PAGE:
The wolverine is best known as a solitary traveler of the far north of Canada as well as the American state of Alaska. Amazingly wolverines are a member of the “weasel” family, which is scientifically the Mustelidae, being the largest of this grouping that is with the exception of the sea otter itself. Generally wolverines stand 15 inches high at the shoulder and weigh in the ranges of between 20 to 35 pounds (equivalent to between 9 and 16 kg) in weight.
Sometimes though their mass can even exceed this in bigger specimens. Typically their length is in the ranges of 40 inches long. The head of a wolverine is compact and the ears themselves are small, which is characteristic of animals which live in the arctic and similar very cold regions of our globe.
The rather shaggy coat worn by the wolverine has a dark brown color. A lighter stripe of fur extends along each side from the shoulder to the rump area. The wolverine’s broad low- slung body travels on short legs with feet that on first glance you would well imagine are much too large for its overall and general bulk. Yet the wolverine was well planned and laid out by the creator him or herself for these large feet are snowshoe type aids in winter when the animal must traverse and cross snow fields.
Wolverines seem content to live their lives apart from all others of their kind and ilk. They travel alone year round, except during the breeding season. In this time period – which typically occurs in most years and seasonal weather conditions in March , the males and females consort briefly before going back yet again to their solitary lives and travels.
In June or July, the female will move into her selected denning place, usually in the thicket or pile of rocks, and give to birth to two or three young, Throughout the first summer the young wolverines stay with their mother, learning the skills – by imitation and observation of learning how to find and capture food.
The food of the wolverine is varied, for the creature is an “opportunist”, eating almost anything that lives or has lived in its catchments areas. Even the porcupine covered with its protective spines, is sometimes killed and consumed amazingly by wolverines yet in turn the wolverines are sometimes killed themselves – or succumb to infections initiated by the porcupine’s quills.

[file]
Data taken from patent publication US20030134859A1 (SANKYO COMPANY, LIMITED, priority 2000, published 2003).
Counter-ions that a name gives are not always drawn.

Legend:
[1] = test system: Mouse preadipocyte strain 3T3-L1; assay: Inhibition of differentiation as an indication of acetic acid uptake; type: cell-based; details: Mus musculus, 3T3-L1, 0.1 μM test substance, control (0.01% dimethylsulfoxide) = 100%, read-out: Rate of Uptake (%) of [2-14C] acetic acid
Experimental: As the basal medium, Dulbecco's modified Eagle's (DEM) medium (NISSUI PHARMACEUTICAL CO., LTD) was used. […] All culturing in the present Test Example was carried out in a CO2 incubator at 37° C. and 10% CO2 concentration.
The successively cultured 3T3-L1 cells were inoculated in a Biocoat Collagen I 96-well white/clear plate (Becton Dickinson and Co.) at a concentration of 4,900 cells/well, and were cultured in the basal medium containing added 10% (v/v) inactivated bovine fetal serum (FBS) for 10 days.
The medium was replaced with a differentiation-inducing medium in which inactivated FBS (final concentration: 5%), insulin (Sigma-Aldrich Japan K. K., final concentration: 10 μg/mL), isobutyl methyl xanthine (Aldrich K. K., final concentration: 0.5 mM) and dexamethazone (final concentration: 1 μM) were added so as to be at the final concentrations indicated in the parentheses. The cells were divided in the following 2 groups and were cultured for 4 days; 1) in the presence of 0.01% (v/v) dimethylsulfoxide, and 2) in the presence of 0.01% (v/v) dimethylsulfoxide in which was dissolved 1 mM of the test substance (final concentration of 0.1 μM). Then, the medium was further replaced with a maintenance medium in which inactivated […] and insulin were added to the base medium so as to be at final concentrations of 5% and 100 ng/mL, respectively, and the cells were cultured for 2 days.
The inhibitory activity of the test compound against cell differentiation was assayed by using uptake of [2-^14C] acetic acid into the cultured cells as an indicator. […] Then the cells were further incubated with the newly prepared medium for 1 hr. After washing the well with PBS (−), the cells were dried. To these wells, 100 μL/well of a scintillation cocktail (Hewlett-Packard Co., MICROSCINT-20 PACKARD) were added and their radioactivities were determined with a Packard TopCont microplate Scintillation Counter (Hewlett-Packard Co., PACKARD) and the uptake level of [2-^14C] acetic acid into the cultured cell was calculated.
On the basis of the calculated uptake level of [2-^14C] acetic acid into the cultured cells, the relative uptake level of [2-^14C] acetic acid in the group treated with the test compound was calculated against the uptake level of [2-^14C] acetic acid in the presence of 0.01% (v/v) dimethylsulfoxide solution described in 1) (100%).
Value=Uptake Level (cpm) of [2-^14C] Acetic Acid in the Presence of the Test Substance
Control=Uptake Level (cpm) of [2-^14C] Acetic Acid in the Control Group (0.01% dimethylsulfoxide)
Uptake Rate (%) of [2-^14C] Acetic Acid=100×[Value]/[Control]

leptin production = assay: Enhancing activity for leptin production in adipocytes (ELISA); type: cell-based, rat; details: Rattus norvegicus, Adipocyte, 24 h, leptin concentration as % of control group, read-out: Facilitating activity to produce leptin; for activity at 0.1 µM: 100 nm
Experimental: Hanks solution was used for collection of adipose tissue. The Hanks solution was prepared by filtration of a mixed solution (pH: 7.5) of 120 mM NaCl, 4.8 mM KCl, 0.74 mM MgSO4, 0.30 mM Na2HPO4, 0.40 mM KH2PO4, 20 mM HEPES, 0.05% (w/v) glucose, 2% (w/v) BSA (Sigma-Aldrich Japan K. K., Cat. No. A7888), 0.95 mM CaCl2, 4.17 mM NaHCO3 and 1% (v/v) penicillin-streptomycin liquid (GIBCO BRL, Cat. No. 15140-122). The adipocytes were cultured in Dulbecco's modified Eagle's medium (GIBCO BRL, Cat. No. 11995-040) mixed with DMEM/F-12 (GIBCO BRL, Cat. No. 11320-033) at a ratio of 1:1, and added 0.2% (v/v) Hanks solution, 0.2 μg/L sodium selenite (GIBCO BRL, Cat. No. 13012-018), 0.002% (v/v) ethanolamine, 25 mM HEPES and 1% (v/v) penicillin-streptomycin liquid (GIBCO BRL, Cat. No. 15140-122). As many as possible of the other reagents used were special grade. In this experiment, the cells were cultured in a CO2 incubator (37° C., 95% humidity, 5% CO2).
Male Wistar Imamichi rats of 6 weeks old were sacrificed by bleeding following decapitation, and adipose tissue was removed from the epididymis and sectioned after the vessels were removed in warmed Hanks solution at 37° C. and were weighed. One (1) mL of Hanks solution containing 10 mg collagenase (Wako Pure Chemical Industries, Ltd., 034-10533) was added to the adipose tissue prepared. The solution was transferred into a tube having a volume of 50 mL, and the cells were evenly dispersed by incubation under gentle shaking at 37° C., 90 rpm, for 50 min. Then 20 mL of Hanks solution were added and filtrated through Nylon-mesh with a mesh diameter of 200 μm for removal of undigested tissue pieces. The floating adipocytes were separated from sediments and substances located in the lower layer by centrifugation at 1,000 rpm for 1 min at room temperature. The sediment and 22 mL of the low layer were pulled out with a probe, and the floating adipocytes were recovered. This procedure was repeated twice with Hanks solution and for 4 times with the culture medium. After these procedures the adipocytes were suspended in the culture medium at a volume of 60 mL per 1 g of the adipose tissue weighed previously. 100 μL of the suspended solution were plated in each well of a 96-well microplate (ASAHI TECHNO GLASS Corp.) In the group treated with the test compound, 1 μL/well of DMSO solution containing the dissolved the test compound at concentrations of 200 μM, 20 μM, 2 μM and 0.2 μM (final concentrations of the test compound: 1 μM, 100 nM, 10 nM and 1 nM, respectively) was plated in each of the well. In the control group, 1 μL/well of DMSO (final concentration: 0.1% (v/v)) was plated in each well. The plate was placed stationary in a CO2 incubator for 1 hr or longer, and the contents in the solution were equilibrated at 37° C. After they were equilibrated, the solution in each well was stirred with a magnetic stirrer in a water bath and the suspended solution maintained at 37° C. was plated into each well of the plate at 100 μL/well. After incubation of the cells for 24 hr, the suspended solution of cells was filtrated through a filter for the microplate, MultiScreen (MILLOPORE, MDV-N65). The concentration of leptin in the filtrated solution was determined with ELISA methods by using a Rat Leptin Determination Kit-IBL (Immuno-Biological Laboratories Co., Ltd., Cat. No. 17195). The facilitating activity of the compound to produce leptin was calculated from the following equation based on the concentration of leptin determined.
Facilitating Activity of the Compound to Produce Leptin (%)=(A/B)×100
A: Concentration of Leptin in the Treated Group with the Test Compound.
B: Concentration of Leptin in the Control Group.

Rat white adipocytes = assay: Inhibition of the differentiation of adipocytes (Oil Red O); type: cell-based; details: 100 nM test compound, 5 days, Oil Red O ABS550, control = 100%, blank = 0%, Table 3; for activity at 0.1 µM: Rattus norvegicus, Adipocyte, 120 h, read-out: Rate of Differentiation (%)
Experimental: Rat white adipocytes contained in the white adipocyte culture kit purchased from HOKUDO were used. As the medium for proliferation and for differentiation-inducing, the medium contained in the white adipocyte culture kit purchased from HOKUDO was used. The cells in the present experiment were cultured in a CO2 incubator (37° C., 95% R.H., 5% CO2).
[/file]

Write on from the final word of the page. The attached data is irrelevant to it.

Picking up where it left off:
Yet in addition to learning to hunt, the young wolverines become fighters, seemingly unafraid of any other animals in their realm – be they large or small, ferocious or quaint. Female wolverines have even been known to attack bears that threaten her young brood. There is however and luckily for that, no record what so ever of wolverines attacking human beings.
This animal, with amazing strength for its size, is capable of moving carcasses that outweigh it by many , many times. Three is even a record of one wolverine known to have dragged a dead “Dall” sheep a mile and a half across the most rugged of Canadian northern tundra, even though the sheep itself weighed five times as much as the wolverine animal. In addition wolverines have been known to reduce the contents of trapper’s cabins to nothing but sheer rubble. What a determined and dedicated creature.
By autumn, the young wolverine brood must themselves be able to care for themselves, because the female – their den mother casts them out into the world to yet resume her lonely life of solitary wandering and wanderings. Yet these travels may take her over the largest and widest of areas. Inuit aboriginals report that wolverines do seem to have regular routes which they follow in their hunting and huntings, and that only one in eight or ten days do they actually pass the same points in their travels yet again on their roundabout. If, in these travels the wolverine does discover a trapper’s trap line, it may well follow the trail methodically robbing each trap of its catch. In turn until the hunter either outwits the wolverine or more probably moves his trap line to a new location and set up range.
The wolverine, even in the severest climates, does not hibernate during the coldest winter seasons, but continues to roam ever searching for foodstuffs. The wolverine is a special prize for the northern hunter. Inuit cherish its fur, valued for use around parka hoods since it is well known among this ancient people – for Inuit itself translates to the phrase “The People”, that wolverine fur has the amazing ability not to collect frost itself.
Finally in North America, the range of wolverines extends from the Polar Islands south into the Canadian provinces. In the west these animals are also found in California, but they are rare. There are no longer wolverines east of the “Rocky Mountains”. Even in the best of northern wolverine country this powerful bear-like animal, with its bad temper and insatiable hunger populates its range rather thinly.
Jadran B. Transcona
Experienced outdoors wildlife fishing & hunting guide in the Lake Manitoba area